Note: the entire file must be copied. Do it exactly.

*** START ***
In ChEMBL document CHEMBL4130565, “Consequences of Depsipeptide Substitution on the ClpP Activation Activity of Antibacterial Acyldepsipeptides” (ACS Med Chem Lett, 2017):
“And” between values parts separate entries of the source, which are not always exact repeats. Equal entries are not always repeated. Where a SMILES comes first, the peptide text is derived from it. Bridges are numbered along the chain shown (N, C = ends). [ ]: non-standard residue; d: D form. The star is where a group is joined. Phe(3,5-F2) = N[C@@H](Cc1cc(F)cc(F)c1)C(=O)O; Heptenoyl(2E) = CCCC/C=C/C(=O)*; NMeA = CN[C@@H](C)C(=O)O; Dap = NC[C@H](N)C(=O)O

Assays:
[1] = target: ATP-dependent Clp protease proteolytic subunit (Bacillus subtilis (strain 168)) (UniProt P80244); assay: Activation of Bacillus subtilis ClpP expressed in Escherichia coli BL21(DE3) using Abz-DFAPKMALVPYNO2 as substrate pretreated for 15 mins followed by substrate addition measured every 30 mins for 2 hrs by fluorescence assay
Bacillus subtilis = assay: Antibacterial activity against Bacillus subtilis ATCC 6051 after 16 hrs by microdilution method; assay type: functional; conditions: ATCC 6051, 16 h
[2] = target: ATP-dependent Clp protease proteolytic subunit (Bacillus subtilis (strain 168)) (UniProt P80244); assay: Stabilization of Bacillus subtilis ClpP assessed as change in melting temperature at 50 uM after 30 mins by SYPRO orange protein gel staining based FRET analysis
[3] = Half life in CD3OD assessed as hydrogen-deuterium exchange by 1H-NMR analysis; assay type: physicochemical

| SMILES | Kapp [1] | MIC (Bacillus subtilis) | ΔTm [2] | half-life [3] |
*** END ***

In ChEMBL document CHEMBL4130565, “Consequences of Depsipeptide Substitution on the ClpP Activation Activity of Antibacterial Acyldepsipeptides” (ACS Med Chem Lett, 2017):
“And” between values parts separate entries of the source, which are not always exact repeats. Equal entries are not always repeated. Where a SMILES comes first, the peptide text is derived from it. Bridges are numbered along the chain shown (N, C = ends). [ ]: non-standard residue; d: D form. The star is where a group is joined. Phe(3,5-F2) = N[C@@H](Cc1cc(F)cc(F)c1)C(=O)O; Heptenoyl(2E) = CCCC/C=C/C(=O)*; NMeA = CN[C@@H](C)C(=O)O; Dap = NC[C@H](N)C(=O)O

Assays:
[1] = target: ATP-dependent Clp protease proteolytic subunit (Bacillus subtilis (strain 168)) (UniProt P80244); assay: Activation of Bacillus subtilis ClpP expressed in Escherichia coli BL21(DE3) using Abz-DFAPKMALVPYNO2 as substrate pretreated for 15 mins followed by substrate addition measured every 30 mins for 2 hrs by fluorescence assay
Bacillus subtilis = assay: Antibacterial activity against Bacillus subtilis ATCC 6051 after 16 hrs by microdilution method; assay type: functional; conditions: ATCC 6051, 16 h
[2] = target: ATP-dependent Clp protease proteolytic subunit (Bacillus subtilis (strain 168)) (UniProt P80244); assay: Stabilization of Bacillus subtilis ClpP assessed as change in melting temperature at 50 uM after 30 mins by SYPRO orange protein gel staining based FRET analysis
[3] = Half life in CD3OD assessed as hydrogen-deuterium exchange by 1H-NMR analysis; assay type: physicochemical

| SMILES | Kapp [1] | MIC (Bacillus subtilis) | ΔTm [2] | half-life [3] |